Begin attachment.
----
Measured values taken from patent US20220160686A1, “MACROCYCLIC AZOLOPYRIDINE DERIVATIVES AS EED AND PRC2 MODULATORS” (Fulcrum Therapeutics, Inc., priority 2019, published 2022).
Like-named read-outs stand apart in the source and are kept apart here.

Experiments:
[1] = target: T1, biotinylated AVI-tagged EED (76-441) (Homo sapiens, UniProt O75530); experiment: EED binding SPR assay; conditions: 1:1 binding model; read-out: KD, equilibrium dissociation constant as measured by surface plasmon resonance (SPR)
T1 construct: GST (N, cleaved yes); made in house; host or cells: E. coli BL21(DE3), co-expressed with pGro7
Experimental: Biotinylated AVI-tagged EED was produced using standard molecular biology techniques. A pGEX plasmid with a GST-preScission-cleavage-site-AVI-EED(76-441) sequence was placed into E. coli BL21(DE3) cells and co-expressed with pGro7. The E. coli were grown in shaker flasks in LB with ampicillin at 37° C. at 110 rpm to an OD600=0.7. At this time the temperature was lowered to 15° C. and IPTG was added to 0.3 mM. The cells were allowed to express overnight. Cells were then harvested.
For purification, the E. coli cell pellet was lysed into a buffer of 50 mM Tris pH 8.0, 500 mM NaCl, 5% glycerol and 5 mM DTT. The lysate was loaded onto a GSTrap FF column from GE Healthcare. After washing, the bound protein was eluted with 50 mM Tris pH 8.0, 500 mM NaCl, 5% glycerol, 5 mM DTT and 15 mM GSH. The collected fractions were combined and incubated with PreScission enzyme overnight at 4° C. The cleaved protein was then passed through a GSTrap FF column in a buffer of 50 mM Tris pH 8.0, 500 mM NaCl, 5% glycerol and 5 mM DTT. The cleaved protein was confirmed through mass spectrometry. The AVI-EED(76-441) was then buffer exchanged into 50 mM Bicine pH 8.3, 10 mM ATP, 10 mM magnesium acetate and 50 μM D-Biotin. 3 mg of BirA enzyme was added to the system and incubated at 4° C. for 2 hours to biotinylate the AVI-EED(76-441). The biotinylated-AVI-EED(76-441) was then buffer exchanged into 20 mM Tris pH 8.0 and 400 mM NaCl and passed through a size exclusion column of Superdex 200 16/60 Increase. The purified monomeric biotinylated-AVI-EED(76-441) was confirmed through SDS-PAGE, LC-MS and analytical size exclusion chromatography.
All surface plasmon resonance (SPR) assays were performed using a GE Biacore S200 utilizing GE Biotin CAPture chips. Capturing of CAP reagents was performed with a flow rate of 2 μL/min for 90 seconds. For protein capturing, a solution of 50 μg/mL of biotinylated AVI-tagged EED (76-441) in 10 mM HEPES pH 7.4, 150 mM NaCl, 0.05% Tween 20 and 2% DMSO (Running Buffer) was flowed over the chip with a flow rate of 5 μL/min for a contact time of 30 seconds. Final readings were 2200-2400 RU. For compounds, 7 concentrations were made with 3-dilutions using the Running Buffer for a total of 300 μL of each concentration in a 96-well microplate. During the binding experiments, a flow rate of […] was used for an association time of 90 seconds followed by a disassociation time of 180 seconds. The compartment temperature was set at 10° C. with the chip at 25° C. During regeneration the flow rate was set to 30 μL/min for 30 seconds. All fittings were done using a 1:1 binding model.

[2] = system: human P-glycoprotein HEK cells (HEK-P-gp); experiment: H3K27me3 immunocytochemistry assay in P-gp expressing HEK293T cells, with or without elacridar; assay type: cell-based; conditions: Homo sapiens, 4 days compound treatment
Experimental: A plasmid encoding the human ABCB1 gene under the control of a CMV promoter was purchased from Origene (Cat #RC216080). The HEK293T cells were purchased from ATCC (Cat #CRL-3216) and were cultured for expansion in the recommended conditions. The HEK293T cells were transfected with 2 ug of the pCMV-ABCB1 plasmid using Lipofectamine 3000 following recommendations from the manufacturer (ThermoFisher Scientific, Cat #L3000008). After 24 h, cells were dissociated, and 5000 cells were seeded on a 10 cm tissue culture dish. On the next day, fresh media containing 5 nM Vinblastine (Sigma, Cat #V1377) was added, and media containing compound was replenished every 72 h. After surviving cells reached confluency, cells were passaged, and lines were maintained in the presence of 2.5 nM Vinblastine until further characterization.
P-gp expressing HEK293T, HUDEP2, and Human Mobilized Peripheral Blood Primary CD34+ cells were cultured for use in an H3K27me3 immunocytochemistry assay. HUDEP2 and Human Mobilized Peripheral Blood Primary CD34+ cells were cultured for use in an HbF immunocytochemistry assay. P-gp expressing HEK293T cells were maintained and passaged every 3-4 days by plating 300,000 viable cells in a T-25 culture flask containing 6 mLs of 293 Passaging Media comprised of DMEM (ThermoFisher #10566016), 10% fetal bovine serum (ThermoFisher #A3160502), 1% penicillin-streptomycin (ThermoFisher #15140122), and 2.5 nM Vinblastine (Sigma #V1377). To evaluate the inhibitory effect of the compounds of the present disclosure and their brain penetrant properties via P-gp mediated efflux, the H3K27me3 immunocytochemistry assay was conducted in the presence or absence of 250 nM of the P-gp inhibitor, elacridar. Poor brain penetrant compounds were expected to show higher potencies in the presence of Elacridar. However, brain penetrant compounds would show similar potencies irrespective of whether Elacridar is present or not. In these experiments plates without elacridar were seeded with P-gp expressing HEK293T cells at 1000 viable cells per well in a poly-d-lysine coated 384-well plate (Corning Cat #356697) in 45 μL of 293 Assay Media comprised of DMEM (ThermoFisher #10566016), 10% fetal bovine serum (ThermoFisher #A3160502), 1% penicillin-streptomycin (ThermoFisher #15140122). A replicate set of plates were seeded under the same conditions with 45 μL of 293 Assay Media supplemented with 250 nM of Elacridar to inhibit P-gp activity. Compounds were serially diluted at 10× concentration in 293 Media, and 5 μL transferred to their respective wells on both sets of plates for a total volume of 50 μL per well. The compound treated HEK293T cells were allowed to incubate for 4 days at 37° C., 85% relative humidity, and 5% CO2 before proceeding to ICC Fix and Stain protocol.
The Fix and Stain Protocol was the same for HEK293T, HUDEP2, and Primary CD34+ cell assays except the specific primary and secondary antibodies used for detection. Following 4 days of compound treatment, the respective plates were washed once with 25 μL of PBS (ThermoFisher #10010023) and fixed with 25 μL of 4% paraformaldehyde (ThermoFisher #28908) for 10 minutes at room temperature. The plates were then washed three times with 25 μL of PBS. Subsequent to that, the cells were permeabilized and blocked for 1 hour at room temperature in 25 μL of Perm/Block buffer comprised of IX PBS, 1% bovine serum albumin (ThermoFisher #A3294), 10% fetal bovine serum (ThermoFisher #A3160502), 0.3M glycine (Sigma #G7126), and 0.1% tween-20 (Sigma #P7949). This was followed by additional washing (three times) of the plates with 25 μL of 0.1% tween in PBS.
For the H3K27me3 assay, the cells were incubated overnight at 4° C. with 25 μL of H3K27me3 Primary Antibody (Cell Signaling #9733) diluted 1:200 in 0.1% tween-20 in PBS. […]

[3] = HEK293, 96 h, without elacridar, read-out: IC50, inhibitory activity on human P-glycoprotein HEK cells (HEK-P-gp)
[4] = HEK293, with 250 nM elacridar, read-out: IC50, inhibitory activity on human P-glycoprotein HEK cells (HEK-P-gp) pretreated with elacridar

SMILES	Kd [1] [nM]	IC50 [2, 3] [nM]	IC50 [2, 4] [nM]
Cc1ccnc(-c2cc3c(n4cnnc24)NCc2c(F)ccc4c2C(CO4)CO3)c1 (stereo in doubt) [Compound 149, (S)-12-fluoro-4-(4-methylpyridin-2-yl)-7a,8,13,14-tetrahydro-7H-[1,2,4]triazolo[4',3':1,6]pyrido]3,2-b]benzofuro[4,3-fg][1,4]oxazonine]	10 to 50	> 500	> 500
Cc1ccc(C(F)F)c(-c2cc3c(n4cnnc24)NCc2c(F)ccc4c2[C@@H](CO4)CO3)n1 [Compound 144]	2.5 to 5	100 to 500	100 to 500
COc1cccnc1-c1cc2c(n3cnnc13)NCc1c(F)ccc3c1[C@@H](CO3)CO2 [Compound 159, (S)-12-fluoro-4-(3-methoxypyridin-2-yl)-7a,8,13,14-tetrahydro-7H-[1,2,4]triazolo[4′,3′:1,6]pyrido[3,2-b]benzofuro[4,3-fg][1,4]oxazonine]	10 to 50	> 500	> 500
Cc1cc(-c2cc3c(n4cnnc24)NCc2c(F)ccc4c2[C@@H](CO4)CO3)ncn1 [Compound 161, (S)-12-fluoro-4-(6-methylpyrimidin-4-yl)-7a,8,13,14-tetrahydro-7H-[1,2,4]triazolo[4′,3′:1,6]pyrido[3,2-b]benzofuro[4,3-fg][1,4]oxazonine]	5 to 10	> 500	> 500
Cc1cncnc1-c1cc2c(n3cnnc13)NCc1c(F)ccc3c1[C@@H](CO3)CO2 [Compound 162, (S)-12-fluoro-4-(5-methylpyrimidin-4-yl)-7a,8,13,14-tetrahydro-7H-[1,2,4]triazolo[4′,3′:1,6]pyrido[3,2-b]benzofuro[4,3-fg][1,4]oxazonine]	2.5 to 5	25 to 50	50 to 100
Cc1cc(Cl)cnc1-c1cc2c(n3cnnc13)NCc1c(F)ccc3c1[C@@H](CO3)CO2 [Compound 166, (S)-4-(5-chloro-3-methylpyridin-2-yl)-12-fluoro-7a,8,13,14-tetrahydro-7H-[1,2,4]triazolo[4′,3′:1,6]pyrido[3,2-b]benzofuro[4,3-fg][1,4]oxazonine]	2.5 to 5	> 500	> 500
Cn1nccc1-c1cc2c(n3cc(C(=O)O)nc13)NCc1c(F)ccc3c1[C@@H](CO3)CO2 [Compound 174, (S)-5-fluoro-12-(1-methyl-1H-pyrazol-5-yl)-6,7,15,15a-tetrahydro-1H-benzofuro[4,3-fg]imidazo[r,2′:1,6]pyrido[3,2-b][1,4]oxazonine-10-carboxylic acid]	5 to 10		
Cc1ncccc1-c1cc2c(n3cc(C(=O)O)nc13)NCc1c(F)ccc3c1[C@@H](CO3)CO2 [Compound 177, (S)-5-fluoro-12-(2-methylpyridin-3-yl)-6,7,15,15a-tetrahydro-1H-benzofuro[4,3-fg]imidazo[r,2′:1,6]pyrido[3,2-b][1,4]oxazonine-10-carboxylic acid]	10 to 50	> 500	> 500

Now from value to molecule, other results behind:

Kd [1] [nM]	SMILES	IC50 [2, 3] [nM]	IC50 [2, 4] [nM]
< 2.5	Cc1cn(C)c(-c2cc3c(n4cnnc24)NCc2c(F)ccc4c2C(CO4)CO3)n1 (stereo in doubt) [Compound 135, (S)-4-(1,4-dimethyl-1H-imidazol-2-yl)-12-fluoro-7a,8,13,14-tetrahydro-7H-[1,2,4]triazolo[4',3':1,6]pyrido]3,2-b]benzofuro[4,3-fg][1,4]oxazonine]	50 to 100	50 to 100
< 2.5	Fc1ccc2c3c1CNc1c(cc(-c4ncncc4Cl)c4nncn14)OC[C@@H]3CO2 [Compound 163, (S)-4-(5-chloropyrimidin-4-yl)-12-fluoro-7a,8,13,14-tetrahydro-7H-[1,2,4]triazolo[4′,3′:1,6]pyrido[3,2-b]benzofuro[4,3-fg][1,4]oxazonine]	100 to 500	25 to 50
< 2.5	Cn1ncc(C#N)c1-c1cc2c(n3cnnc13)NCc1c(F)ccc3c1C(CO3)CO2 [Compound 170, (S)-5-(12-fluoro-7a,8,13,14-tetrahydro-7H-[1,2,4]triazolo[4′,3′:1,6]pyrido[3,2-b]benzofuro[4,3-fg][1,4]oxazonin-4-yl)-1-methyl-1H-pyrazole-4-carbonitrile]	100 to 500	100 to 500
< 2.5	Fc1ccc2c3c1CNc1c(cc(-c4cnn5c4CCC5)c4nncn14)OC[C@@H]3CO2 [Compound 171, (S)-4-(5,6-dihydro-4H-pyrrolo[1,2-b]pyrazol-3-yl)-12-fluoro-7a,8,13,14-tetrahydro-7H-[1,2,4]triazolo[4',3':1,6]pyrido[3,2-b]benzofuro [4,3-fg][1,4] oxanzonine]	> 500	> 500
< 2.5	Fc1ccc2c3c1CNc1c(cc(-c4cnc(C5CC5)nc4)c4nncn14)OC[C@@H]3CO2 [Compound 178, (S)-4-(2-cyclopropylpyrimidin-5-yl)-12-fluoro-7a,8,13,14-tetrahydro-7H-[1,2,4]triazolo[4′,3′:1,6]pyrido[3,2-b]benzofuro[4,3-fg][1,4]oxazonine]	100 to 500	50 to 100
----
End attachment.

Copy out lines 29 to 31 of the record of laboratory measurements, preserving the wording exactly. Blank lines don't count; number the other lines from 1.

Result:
< 2.5	Cn1ncc(C#N)c1-c1cc2c(n3cnnc13)NCc1c(F)ccc3c1C(CO3)CO2 [Compound 170, (S)-5-(12-fluoro-7a,8,13,14-tetrahydro-7H-[1,2,4]triazolo[4′,3′:1,6]pyrido[3,2-b]benzofuro[4,3-fg][1,4]oxazonin-4-yl)-1-methyl-1H-pyrazole-4-carbonitrile]	100 to 500	100 to 500
< 2.5	Fc1ccc2c3c1CNc1c(cc(-c4cnn5c4CCC5)c4nncn14)OC[C@@H]3CO2 [Compound 171, (S)-4-(5,6-dihydro-4H-pyrrolo[1,2-b]pyrazol-3-yl)-12-fluoro-7a,8,13,14-tetrahydro-7H-[1,2,4]triazolo[4',3':1,6]pyrido[3,2-b]benzofuro [4,3-fg][1,4] oxanzonine]	> 500	> 500
< 2.5	Fc1ccc2c3c1CNc1c(cc(-c4cnc(C5CC5)nc4)c4nncn14)OC[C@@H]3CO2 [Compound 178, (S)-4-(2-cyclopropylpyrimidin-5-yl)-12-fluoro-7a,8,13,14-tetrahydro-7H-[1,2,4]triazolo[4′,3′:1,6]pyrido[3,2-b]benzofuro[4,3-fg][1,4]oxazonine]	100 to 500	50 to 100